Pipeline pups: Companies train dogs to detect gas and oil leaks

November 17, 2015 By    
pipeline-pups-kaaxan

Kaaxan

Bill Allen and his three pipeline-leak-detecting dogs have become well known among pipeline owners in central Canada in the past few years.

Allen, founder of OutWest Canine Consulting in Saskatchewan, Canada, launched his pipeline-leak-detecting business 12 years ago. He’s always wanted to train rescue dogs, but he says there wasn’t a big need for that service in Saskatchewan.

“There aren’t many rescue calls here around the Saskatchewan prairies,” Allen says. “But I heard about how one guy in Alberta, Canada, trained dogs to sniff for propane and natural gas leaks in pipelines, so I decided to train my dogs to detect leaks.”

In the past decade, Allen has trained four dogs to detect pipeline leaks by teaching them the smell of mercaptan, the odor that’s released when propane and natural gas leak.

“Humans can smell this, too, but dogs can smell it way quicker than we can at lower concentrations,” he says.

Today, Allen has three dogs capable of detecting pipeline leaks: Kaaxan, Rider and Ruff. He says each of his pipeline-leak-detecting dogs found their first leak before they were 2 years old. On average, Allen estimates his dogs get called out to detect 25 to 30 pipeline leaks per year, most of which are on newly constructed pipelines after they fail a pressure test.

“If a pipeline fails a pressure test, they call me and the dogs to detect where the scent of mercaptan is coming from,” Allen says. “Though sometimes we get calls for a line that’s been in the ground for a while that developed a leak over the years.”

Rider

Rider

OutWest Canine Consulting is unique, but it’s not the only pipeline-leak-detecting dog service around. Paris Nicholson started K9 Pipeline Leak Detection LLC in 2004 in Sorrento, Fla., after retiring from law enforcement.

Nicholson says only dogs with a drive to find a toy or object for a reward work for pipeline-leak-detecting jobs. He adds the best breeds for this tend to be Labradors and Belgian Malinois. This past decade, he trained 18 dogs to detect pipeline leaks with him, his partner and his son.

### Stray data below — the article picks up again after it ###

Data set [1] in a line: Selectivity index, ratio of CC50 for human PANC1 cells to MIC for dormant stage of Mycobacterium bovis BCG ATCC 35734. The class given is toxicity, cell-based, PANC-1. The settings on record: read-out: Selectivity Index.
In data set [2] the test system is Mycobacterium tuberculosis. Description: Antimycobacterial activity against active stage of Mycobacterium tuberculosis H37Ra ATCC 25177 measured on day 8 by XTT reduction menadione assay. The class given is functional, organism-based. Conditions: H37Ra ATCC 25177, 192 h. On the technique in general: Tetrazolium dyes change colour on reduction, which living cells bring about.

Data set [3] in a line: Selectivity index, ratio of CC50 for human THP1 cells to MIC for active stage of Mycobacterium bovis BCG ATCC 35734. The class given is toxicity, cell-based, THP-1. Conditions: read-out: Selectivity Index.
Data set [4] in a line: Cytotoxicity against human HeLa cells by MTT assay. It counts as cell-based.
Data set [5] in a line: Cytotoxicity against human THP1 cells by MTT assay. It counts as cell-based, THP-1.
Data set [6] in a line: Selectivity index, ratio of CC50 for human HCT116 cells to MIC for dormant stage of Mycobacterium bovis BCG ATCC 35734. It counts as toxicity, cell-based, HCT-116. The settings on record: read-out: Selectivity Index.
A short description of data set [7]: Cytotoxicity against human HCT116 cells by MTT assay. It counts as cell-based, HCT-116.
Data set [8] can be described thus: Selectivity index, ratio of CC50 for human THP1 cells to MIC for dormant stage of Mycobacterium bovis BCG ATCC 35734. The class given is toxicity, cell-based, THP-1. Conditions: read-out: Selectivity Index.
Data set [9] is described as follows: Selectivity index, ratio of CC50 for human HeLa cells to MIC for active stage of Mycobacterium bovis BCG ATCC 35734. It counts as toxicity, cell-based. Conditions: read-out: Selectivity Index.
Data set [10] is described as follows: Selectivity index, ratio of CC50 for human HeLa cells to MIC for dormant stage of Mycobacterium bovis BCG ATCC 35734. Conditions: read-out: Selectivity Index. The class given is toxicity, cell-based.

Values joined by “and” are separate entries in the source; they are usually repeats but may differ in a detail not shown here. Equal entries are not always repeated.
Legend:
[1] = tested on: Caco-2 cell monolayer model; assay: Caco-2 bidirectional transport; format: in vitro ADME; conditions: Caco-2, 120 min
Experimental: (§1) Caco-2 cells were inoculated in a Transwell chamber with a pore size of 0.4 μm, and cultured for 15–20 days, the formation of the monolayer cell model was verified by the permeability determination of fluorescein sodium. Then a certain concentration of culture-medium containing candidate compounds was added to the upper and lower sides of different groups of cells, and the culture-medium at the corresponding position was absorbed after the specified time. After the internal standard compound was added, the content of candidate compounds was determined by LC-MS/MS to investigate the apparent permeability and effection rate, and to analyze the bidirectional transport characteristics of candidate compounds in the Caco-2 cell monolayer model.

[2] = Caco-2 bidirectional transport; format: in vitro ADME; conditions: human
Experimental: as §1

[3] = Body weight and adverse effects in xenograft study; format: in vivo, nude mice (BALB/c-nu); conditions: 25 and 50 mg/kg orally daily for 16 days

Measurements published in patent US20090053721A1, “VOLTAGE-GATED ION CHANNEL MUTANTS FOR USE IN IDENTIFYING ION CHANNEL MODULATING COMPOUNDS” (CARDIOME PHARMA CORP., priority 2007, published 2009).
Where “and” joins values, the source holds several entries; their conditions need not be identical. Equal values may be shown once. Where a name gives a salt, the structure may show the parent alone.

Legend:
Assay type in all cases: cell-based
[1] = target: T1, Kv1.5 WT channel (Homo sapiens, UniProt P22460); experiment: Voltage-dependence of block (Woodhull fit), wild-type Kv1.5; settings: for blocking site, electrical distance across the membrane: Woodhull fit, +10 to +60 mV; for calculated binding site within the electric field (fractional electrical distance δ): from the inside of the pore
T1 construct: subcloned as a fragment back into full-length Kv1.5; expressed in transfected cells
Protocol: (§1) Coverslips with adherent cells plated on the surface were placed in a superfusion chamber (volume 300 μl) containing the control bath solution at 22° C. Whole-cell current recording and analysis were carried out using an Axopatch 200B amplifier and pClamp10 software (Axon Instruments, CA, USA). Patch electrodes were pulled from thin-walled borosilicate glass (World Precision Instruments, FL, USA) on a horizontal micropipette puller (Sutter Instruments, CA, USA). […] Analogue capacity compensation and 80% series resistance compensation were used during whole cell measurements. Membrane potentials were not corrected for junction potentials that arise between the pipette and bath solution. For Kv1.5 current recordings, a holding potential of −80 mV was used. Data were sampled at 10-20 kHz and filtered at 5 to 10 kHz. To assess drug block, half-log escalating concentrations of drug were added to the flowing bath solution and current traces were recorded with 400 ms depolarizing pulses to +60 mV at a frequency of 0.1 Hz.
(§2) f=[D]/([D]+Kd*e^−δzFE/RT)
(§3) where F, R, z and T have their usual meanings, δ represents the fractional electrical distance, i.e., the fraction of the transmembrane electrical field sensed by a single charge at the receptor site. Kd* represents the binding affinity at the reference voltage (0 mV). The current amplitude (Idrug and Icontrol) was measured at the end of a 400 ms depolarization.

“We’ve been all over the U.S. and Canada,” he says. “We go out on the road: us, the dogs and the chemicals. The longest job we’ve ever been on lasted six weeks.”

While Nicholson and Allen pioneered training dogs to detect pipeline leaks, Nicholson says the concept came from Imperial Oil. The Canadian oil company sought an alternative, less-expensive way to detect pipeline leaks in the 1990s and realized dogs would be one solution.

“The only other [option] oil and gas companies have is to expose the pipeline or redig the line,” Allen says about a process that is expensive and time-consuming.

Nicholson says pipeline owners and oil and gas companies don’t usually have the time or resources to train dogs to find leaks, which is where he and Allen come into play.

Ruff

Ruff

Last year, Nicholson switched his business model to start training other people to start their own pipeline-leak-detecting dog services. He has taught them about chemical makeup, licensing to travel with hazardous chemicals and how to walk dogs along pipelines. In his inaugural class, six people graduated to start their own businesses.

“We had people from Montana, Texas, North Carolina and even one person from Africa take the first class,” he says.

Retired law enforcement officers tend to be good candidates to train dogs to detect pipeline leaks, as they may have experience with canine teams and hazardous materials, Nicholson says. Military veterans might also be good fits if they worked with canine teams, hazardous materials or both, he adds.

While not all people who start a pipeline-leak-detecting dog service will be guaranteed full-time work, Nicholson says, people trained in this service will have a needed skill. It will likely bring about some part-time jobs, like for Allen in Saskatchewan, who says it’s a side job for him.

Nicholson hopes to see more people get involved in this type of service.

“There’s a drawback to the business,” he says. “You can’t really fly with the dogs and hazmat chemicals to a leak call. You always have to drive there. So if we got a call from up by Canada, it would take us almost a week to get there. But if we start to see more of these businesses pop up in different areas, response times will be a lot quicker.”

Megan Smalley

About the Author:

Megan Smalley is the associate editor of LP Gas magazine. Contact her at msmalley@northcoastmedia.net or 216-363-7930.

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